The difference in waist circumference was even more significant: 5,800 calories of LCHF food for three weeks reduced his waist measurement by 1 1/4 inches (3 cm). The same amount of junk food led to a 3 1/2 inch (9.25 cm) increase in his waist. And you can see the difference visually. Continue Reading →
What happens if you eat 5,800 calories of carbohydrate-rich junk food every day? This is what Sam Feltham is going to find out in a 21-day experiment that he’s now launching. He’ll also monitor various health markers during the experiment.
You may have seen the results of Feltham’s earlier experiment – 5,800 calories of LCHF food daily for 21 days:
While eating an enormous amount of LCHF food he didn’t gain 16 lbs (7.5 kg) as simplistic calorie counting would predict. He “only” gained 3 lbs (1.3 kg).
What do you think’ll happen when he consumes 5,800 carbohydrate-rich calories daily over the same length of time?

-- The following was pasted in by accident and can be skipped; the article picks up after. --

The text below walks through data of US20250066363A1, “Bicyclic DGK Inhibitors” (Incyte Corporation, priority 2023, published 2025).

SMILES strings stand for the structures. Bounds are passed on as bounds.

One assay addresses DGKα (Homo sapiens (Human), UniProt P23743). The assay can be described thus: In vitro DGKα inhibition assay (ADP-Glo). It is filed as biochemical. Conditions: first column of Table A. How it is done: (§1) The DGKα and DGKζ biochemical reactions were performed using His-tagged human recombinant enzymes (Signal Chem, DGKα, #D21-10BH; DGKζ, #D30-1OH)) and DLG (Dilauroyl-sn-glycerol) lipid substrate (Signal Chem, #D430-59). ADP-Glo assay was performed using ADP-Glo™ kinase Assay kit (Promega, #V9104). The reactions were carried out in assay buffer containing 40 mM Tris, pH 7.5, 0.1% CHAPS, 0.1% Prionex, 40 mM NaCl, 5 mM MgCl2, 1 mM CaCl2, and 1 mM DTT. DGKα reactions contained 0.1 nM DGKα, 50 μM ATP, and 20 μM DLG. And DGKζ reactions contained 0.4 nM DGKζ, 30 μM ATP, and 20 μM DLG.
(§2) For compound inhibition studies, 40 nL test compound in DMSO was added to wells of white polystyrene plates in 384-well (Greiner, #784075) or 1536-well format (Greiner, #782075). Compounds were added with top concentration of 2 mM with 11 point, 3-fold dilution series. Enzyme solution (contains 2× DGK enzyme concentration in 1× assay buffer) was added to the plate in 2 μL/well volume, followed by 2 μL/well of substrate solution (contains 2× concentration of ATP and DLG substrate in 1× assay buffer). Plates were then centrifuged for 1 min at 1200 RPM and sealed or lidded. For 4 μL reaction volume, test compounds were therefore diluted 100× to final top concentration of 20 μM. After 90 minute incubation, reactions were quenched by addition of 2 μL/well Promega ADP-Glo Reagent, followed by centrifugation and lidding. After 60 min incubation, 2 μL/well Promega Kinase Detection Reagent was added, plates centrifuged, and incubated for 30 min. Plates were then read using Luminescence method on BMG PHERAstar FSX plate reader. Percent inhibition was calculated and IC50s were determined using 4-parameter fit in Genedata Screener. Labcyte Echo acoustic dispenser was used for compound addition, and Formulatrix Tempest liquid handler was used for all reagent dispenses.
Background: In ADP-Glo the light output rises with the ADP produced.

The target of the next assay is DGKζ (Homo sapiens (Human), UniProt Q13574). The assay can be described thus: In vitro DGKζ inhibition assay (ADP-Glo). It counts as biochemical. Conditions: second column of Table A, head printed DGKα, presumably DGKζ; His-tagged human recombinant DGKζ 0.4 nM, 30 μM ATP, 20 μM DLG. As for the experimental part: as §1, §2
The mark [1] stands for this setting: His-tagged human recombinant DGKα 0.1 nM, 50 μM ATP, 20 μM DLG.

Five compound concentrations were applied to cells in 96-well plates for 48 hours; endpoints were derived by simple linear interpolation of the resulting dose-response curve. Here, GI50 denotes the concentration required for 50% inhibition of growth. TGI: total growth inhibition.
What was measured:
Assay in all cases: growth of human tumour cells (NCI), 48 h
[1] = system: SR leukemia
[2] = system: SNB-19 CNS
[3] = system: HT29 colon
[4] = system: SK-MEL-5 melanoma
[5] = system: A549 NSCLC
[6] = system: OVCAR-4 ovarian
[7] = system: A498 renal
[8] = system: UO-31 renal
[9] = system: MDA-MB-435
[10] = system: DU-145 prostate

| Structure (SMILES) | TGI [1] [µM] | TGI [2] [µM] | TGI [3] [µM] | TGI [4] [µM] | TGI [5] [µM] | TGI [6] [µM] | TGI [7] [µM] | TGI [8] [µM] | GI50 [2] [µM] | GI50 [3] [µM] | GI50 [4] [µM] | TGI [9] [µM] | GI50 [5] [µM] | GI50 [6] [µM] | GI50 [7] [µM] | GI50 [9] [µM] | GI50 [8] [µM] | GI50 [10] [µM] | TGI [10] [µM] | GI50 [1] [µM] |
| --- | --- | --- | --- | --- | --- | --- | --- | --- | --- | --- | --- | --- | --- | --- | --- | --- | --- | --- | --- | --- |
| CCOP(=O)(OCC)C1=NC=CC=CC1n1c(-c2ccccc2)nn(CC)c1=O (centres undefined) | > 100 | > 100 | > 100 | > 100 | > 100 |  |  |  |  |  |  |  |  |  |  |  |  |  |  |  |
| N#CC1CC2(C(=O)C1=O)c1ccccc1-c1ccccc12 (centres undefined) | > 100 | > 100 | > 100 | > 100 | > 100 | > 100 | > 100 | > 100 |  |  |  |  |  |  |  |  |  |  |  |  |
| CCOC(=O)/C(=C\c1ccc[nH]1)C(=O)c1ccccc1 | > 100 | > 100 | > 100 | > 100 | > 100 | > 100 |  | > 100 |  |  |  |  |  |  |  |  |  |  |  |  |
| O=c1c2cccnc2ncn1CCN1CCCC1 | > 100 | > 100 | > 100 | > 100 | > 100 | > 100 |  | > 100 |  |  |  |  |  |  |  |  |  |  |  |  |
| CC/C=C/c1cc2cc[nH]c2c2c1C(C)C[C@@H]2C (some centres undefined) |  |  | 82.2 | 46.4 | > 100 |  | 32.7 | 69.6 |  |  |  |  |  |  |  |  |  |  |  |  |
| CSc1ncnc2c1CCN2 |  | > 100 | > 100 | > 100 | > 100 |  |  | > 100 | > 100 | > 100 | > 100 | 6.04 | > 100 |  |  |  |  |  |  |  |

Contest: Estimate the number of pounds of weight gain for Feltham in the comment section below. Please also speculate on what happens beyond weight gain (tiebreaker in the event of several correct answers). The winner will be honored in a blog post.
Is sugar toxic and the cause of the obesity epidemic? Here’s a great new video called Toxic Sugar. It’s a recent segment from the major Australian science program Catalyst, on ABC.
It’s arguably the best 18-minute introduction ever made on the true causes of the obesity epidemic. The program features the #1 enemy of the sugar industry: professor Robert Lustig. Also appearing: science writer Gary Taubes and obesity expert professor Michael Crowley.
See it and then tell your friends. This needs to be seen by a lot of people.
Here’s a few comments: Continue Reading →
Here’s a nice read: How to treat obesity with calorically unrestricted diets. It’s written by the medical doctor, A.W. Pennington, who inspired Dr Robert Atkins to lose weight in a similar way. This paper is dated 1953, ten years before Atkins tested it and two decades before his book “Dr Atkins’ Diet Revolution” was published.